The tourism industry’s economic impact is vast. It creates hundreds of millions of jobs and propels growth. Yet its environmental footprint is equally outsized. Hotels are major contributors to global carbon emissions.
The hotel sector faces a climate reckoning: it must cut its emissions by 66% by 2030 and 90% by 2050 to ensure predicted industry growth does not lead to a corresponding increase in carbon emissions. Building new zero-carbon hotels and resorts is an important part of the solution, but it won’t be enough to accomplish that ambitious carbon-reduction goal --not when 80% of the world’s existing buildings are still expected to be in use three decades from now.
The answer: retrofitting existing hotels to a green standard.
"The hotel sector faces a climate reckoning: it must cut its emissions by 66% by 2030 and 90% by 2050 to ensure predicted industry growth does not lead to a corresponding increase in carbon emissions."
We know this because, as hotels sat idle during the last year of pandemic-related lockdowns, we had a rare opportunity to look at their carbon footprint when they were mostly empty of people. The resulting in-depth analysis will improve the industry’s understanding of how it can transform existing hotels to be net zero.
For example, a white paper led by the design and engineering firm Arup, Transforming Existing Hotels to Net Zero Carbon, used a real-life case study to find that prioritizing different retrofit interventions has the potential to deliver a 38% internal rate of return after five years. At the same time, decarbonizing existing hotels helps mitigate the economic impact of the COVID-19 pandemic by leveraging periods of low occupancy and preserving jobs. Retrofitting also can support financial institutions’ efforts to green their portfolios.
Under pressure to meet aggressive net-zero carbon targets, regulators, tourism ministries, and development finance institutions like IFC are increasingly embracing the green building and green retrofitting agenda for all commercial and residential buildings, including hotels. But achieving net zero also requires the financial sector to play a major role. Investors must provide the necessary credit to empower hotels to retrofit their facilities.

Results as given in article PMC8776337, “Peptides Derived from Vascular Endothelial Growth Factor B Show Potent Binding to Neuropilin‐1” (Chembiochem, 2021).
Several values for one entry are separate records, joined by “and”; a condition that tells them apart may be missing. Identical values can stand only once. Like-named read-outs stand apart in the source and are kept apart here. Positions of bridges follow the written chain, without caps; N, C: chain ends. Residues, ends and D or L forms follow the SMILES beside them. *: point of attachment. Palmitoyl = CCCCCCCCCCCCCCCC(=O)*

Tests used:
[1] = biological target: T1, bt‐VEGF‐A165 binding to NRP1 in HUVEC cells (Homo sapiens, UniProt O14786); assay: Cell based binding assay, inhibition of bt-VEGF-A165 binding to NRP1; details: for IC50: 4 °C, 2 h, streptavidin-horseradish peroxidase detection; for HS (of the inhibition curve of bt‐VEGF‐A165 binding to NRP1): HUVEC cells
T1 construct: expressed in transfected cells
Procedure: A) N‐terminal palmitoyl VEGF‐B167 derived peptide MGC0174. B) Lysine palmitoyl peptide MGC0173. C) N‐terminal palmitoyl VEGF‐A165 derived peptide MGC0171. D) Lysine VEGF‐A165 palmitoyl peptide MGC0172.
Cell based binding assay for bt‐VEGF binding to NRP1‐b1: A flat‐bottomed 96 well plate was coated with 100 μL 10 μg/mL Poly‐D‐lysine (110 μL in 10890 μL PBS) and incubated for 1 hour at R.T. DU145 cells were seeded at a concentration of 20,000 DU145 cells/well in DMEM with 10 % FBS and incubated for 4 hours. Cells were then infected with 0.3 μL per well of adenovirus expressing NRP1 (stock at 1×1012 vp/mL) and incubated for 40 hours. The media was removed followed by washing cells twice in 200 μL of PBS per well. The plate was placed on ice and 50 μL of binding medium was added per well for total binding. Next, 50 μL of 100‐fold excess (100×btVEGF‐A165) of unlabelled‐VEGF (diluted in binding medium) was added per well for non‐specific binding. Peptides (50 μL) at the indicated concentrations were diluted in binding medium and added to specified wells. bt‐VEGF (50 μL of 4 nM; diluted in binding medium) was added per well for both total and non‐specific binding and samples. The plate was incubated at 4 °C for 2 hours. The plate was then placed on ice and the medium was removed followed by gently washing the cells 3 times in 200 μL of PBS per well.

EDGE 3.0 tool, which allows green retrofit buildings to be certified as climate friendly. Hotels can also be certified by other globally recognized certifications such as LEED.The IFC program will provide risk mitigation that incentivizes financial institutions and hotels to undergo green retrofits over the eight-year life of the facility. Alongside financial assistance, IFC will provide access to its newly updated
In Egypt, the program takes a capital markets approach in providing risk mitigation to banks through a HGRP Bond with credit enhancements by IFC and partners. The proceeds will be used for green retrofits and other debt obligations that the hotels decide to take on to be certified. Capital markets investors such as funds and financial institutions can subscribe to the bond. This structure could also be replicated in other markets.
Recently, booking.com has launched a sustainability badge, which makes it easier for travelers to make sustainable booking choices while also incentivizing hotels to become greener. IFC’s HGRP Program compliments this and other efforts by the industry by providing much-needed capital to undertake these retrofits, particularly as the pandemic continues to evolve and disrupt travel.
Getting to net zero won’t be easy. Hotels Go Green is just one innovative solution to help the tourism sector in emerging markets begin its necessary transformation—not only to “build back better,” but also to “retrofit better.”